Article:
This dish is just brimming with good flavors. It’s a substantial vegetable stew studded with sweet soybeans and accented with herbs and citrus. I served it once at a dinner party to rave reviews. Mostly I make it for myself and love its fresh, vibrant taste. This stew is vegan, so it’s one of the first dinners that pops into my head if I’ll be feeding any vegans. I think of it as a late-summer/early-fall dish, but you are certainly welcome to make it anytime you’d like.
In the past, I’ve served it over bulgur. Tonight, I’ll be ladling it over brown rice. I can’t really see how it would be bad with rice, but in the interest of full disclosure, expect a follow-up report from me in the comments section tomorrow.
1 16-oz. package of frozen shelled edamame (about 3 cups of beans)
1 tbsp. extra-virgin olive oil
1 large onion, chopped
1 large zucchini, diced
2 tbsp. minced garlic
2 tsp. ground cumin
1 tsp. ground coriander
1/4 tsp. red crushed chile peppers, or to taste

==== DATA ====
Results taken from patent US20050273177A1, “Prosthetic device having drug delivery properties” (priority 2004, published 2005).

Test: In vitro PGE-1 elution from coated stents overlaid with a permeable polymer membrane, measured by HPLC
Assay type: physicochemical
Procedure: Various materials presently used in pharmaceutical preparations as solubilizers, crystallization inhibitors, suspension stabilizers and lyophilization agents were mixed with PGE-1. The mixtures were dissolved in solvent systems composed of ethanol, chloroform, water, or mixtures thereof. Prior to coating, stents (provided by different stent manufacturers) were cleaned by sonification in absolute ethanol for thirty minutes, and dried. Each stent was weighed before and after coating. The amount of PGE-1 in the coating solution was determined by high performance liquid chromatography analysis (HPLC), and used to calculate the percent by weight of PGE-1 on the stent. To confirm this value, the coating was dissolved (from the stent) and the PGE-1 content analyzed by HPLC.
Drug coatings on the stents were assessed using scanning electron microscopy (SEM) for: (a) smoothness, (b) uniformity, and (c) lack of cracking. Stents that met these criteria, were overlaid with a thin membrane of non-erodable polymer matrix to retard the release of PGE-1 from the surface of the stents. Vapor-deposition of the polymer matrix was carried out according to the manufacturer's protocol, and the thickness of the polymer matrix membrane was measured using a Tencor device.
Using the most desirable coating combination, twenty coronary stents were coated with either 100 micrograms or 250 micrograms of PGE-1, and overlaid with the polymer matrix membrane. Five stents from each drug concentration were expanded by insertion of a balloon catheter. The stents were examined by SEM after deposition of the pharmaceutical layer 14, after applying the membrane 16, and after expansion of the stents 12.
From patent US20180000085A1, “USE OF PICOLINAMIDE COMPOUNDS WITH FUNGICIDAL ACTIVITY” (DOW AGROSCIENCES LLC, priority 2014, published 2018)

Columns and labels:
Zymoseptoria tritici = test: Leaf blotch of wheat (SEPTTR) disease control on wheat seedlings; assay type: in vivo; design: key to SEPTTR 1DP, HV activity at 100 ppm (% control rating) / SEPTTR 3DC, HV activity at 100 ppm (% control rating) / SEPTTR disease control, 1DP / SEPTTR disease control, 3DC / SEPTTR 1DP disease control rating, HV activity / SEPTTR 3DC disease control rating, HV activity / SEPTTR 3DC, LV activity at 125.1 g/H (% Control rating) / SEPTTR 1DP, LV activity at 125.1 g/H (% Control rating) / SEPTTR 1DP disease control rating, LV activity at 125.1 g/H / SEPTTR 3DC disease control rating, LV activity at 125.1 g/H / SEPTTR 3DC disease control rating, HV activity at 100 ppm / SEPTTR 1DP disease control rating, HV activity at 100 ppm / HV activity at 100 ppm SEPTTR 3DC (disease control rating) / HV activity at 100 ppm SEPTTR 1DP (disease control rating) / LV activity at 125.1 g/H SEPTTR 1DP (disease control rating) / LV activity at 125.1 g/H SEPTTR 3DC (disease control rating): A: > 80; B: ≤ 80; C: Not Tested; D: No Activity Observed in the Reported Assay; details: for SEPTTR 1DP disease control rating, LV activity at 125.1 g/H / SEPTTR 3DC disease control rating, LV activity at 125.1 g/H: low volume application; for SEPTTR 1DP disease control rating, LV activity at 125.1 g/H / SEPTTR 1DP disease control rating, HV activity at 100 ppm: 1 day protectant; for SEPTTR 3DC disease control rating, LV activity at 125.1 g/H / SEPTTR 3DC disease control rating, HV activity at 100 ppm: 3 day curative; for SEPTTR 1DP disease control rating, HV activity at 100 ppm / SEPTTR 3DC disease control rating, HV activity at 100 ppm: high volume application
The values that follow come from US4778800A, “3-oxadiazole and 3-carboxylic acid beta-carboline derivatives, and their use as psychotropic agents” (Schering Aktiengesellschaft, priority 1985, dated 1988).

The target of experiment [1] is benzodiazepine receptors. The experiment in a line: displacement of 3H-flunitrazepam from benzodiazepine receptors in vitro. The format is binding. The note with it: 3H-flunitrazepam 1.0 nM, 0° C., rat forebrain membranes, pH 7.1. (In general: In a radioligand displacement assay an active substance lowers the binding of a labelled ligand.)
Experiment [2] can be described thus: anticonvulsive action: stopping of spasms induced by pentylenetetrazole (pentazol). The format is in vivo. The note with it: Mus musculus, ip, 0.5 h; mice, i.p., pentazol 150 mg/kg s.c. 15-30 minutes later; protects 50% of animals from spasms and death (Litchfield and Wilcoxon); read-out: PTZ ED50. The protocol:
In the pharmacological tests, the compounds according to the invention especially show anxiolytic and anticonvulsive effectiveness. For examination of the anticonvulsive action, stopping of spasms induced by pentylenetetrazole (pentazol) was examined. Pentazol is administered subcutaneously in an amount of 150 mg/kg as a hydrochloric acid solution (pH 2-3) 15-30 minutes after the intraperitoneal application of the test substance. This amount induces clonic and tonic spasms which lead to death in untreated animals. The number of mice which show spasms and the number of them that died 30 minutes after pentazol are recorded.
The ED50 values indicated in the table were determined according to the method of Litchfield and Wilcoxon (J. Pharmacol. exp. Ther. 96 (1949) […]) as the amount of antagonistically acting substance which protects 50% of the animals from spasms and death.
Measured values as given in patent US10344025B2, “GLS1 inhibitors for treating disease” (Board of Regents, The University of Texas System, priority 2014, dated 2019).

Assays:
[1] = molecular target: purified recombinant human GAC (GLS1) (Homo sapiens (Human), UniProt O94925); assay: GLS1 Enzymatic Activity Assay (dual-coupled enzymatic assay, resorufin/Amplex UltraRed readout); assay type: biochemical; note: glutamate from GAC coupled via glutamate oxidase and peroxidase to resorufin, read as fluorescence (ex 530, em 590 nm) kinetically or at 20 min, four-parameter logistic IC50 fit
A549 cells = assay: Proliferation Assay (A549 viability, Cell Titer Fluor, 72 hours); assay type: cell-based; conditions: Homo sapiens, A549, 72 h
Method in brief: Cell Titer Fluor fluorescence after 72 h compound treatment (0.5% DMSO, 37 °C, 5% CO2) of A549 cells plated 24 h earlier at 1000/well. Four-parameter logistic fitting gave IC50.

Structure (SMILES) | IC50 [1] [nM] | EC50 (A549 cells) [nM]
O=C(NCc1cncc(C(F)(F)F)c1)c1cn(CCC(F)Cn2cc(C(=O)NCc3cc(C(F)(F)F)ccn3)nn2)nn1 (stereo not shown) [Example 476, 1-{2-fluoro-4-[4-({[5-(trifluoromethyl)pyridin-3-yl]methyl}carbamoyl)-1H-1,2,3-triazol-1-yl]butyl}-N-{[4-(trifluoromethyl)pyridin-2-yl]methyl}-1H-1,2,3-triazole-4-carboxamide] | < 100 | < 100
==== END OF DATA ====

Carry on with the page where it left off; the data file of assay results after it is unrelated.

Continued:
1 28-oz. can diced tomatoes
A handful of fresh mint leaves, chopped
2-3 tbsp fresh lemon juice, or to taste
Salt and pepper to taste
Several cups of a grain of your choice, such as bulgur or rice
1) Bring a large pot of water to boil. Pour in the edamame and cook according to package directions. Drain and set aside.
2) While the water is going, heat the oil in a large saucepan over medium heat. Add the onion and cook, covered, stirring occasionally, for about 3 minutes. Add the zucchini and cook, covered, for another 3 minutes or until the onions start to brown. Add the garlic, cumin, coriander, and red crushed chile peppers. Cook for about 30 seconds, stirring constantly.
3) Stir in the tomatoes and their juices. Bring the whole thing to a boil. Reduce the heat and cook until the liquid amount is slightly reduced, about 5 minutes.
4) Stir in the cooked edamame and heat thoroughly. Remove the pan from the heat and stir in the mint and lemon juice. Taste and add more lemon juice, salt, and/or pepper to taste.
5) Serve in deep bowls over a grain of your choice with lemon wedges on the side.